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Review: How sustainable is Formula 1?

Issue #15

The new Formula 1 season started at the end of March, and with it, a new environmental objective was announced. By 2030, it wants to be emission-free. An initiative under the name “WeRaceAsOne“. Through this, they want to focus on the issue of sustainability. But how exactly does this concept actually work? 

For several decades now, this racing sport has been inspiring many people. A sport that has it in it and lets the fans cheer along who will make it to the finish line first. In total, 305 kilometers are driven per race by each of the 20 drivers. However, sustainability is also an issue here. The Paris climate agreement states that global carbon emissions must be reduced by 7.6 each year over the next ten. Now Formula 1 also wants to do something about it, and they’ve set themselves no small goal:  

They want to run 100% sustainably powered hybrid engines by 2025 and commit to being completely carbon-free by 2030.  

But is this goal really feasible? It’s clear that no other racing sport is working so hard to bring its cars up to the best and fastest standards. So working towards sustainability should not be the biggest problem.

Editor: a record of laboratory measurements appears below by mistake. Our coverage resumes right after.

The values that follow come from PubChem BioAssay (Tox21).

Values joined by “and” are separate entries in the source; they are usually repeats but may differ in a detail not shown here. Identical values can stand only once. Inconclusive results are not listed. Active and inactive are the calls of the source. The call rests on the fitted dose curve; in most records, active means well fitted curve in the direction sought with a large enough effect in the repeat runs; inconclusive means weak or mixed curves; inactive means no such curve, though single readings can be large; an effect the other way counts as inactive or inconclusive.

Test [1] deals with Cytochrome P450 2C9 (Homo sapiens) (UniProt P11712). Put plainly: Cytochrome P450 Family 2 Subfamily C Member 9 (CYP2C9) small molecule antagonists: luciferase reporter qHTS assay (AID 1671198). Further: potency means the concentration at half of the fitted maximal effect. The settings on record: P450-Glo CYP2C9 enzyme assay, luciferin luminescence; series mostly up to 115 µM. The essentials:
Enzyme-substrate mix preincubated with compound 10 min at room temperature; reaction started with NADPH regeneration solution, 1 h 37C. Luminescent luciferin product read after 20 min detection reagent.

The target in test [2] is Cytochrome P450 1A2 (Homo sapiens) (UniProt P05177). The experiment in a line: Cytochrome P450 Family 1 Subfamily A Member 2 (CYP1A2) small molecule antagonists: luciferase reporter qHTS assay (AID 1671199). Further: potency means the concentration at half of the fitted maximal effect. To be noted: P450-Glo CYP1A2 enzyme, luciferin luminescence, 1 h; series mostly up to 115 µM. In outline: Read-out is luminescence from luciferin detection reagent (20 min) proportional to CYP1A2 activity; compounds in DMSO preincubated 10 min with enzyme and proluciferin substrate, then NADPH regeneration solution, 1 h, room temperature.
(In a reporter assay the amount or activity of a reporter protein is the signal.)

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It will be exciting to see whether Formula 1 can really achieve its goal. After all, thousands of employees travel and transport tons of materials around the world all year long.Ein Bild, das Straße, draußen, fahrend, Autorennen enthält.

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And we all know that ambition is very important in Formula 1.  

Their goal is to use sustainable materials at all events. Single-use plastic will be completely eliminated from 2025 and waste will also be reused, recycled, or composted. A new partnership that has emerged is with Global Citizen. The focus is on protecting the environment, demanding justice, and ensuring that more young people regain access to education after the COVID-19 pandemic.  

Red Bull has already planned its own steps. From 2022, ten percent of biofuel is to be mixed into gasoline. In 2023, the engines are to emit only as much as they are bound during production. And in 2030 it wants to run completely climate-neutral in racing, travel, and transport. Mercedes is also going along with this. 

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